NASA’s Hubble Telescope Images a Violently Birthing Star

It’s a matter of star birth. NASA’s Hubble Space Telescope has captured an image of a birthing star, sending out violent jets of energy against the backdrop of a glowing nebula.

This star, named FS Tau, is part of a larger system with two main stars, FS Tau A and FS Tau B (also known as Haro 6-5B). FS Tau A is itself a T Tauri binary system, consisting of two stars orbiting each other.

NASA's Hubble Telescope Images a Violently Birthing Star
This new image from NASA’s Hubble Space Telescope features the FS Tau star system. Image Credit: NASA, ESA, and K. Stapelfeldt (NASA JPL); Image Processing: Gladys Kober (NASA/Catholic University of America)

FS Tau B is a newly forming star, or protostar, surrounded by a protoplanetary disk, a pancake-shaped collection of dust and gas leftover from the formation of the star that will eventually coalesce into planets. The thick dust lane, seen nearly edge-on, separates what are thought to be the illuminated surfaces of the flared disk.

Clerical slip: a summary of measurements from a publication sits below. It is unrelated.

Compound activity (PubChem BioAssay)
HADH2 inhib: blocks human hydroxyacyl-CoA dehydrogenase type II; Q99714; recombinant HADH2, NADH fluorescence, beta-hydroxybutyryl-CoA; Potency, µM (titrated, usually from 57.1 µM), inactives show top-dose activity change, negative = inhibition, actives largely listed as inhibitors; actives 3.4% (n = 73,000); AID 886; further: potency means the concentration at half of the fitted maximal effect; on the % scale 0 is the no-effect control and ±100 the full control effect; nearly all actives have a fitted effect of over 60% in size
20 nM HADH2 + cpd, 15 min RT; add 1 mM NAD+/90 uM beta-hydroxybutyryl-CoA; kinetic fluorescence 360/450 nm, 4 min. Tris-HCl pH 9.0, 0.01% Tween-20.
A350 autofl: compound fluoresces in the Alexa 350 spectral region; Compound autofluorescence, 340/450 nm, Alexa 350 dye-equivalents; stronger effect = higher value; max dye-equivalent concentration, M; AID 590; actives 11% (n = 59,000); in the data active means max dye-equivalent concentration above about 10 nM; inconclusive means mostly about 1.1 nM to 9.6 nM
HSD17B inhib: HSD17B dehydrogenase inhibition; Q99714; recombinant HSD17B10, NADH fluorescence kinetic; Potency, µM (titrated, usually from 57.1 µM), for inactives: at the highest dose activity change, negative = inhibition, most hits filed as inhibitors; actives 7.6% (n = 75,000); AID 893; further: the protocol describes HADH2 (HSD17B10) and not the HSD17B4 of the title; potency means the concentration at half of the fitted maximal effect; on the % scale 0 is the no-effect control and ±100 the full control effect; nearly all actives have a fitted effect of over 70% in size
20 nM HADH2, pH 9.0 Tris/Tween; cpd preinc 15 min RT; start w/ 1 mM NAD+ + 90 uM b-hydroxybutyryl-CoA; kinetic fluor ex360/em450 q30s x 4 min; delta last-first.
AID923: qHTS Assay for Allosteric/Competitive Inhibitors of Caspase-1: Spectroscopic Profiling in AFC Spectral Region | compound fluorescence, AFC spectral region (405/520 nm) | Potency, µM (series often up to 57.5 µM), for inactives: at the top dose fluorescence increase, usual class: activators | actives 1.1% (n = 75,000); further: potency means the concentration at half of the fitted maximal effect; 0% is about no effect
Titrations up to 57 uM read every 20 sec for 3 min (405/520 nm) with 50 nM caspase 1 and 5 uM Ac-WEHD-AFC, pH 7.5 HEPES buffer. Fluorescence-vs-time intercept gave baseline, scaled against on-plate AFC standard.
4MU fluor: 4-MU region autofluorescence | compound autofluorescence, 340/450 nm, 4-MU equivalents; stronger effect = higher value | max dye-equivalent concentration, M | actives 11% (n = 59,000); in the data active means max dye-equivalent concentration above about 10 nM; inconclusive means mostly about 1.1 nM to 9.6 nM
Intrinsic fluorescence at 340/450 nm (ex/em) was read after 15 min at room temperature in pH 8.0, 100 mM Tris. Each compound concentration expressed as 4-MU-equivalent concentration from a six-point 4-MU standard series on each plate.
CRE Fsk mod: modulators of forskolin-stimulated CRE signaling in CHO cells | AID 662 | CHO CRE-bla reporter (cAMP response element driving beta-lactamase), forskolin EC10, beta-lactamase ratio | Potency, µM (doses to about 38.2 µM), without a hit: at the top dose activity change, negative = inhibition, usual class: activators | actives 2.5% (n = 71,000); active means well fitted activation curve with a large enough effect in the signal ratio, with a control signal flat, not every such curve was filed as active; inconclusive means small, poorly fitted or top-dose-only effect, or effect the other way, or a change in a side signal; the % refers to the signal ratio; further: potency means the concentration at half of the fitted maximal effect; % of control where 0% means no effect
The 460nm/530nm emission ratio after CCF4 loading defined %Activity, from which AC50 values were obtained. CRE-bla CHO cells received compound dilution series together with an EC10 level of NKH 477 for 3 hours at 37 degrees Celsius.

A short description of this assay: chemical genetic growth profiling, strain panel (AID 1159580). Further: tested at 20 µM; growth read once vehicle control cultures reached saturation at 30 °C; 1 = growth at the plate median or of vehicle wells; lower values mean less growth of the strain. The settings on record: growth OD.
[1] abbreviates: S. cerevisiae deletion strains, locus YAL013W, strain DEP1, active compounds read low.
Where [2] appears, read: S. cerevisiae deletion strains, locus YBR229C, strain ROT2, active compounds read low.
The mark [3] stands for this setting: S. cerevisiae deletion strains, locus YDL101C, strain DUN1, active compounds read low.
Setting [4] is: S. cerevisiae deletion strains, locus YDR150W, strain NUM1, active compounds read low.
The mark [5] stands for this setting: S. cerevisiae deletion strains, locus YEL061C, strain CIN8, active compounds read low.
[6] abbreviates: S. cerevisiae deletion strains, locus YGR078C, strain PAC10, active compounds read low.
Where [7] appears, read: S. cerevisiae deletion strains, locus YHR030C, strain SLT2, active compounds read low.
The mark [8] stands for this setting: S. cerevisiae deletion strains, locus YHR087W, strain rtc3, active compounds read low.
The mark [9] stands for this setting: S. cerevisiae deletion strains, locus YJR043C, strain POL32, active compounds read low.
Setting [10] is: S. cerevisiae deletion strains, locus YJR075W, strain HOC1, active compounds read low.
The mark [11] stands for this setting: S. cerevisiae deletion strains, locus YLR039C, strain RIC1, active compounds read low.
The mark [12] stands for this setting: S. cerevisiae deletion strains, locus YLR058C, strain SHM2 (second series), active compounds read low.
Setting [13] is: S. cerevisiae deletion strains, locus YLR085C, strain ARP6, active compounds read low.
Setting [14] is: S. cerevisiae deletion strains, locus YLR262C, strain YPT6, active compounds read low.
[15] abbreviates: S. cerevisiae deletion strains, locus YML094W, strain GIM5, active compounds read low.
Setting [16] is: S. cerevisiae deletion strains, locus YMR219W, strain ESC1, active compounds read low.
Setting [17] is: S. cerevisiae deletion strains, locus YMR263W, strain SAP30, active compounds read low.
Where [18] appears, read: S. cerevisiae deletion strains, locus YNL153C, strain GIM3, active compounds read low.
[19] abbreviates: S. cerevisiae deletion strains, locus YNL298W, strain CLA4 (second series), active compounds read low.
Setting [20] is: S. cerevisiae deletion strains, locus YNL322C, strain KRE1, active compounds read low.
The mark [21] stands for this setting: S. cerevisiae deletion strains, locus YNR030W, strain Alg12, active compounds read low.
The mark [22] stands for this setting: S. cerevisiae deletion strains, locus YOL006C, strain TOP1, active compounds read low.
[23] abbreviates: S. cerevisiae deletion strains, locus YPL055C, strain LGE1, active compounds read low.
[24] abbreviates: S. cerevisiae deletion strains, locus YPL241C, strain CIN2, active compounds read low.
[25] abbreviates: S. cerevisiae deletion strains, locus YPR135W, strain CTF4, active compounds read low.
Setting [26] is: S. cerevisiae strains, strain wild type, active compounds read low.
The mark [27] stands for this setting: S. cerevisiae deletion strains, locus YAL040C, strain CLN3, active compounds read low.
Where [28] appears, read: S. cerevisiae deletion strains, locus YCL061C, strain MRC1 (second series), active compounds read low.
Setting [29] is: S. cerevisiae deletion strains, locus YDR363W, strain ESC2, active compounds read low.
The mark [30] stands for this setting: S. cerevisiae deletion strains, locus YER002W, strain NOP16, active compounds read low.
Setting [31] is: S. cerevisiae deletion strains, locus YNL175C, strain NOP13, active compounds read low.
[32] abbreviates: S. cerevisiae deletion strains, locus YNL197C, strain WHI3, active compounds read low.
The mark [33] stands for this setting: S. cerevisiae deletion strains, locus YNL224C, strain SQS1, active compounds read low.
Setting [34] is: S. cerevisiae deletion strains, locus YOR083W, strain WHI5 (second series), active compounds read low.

These stars are surrounded by gas and dust, making them shine brightly in the vastness of space. The system is only about 2.8 million years old, very young for a star system compared to our Sun, which is about 4.6 billion years old.

Protostars are known to eject fast-moving, column-like streams of energized material called jets, and FS Tau B provides a concise example of this phenomenon. The protostar is shooting out a jet of material in a lopsided way, with one side looking different from the other. This might happen because the protostar is pushing out material unevenly.

FS Tau B is also classified as a Herbig-Haro object. These objects form when jets of ionized gas ejected by a young star collide with nearby clouds of gas and dust at high speeds, creating bright patches of nebulosity.

FS Tau is located in a region called Taurus-Auriga, where lots of young stars are being born. According to NASA, this area is about 450 light-years away in the Taurus and Auriga constellations. Astronomers are interested in studying it because it is active with star formation.

  • March 26, 2024
Universe & Existence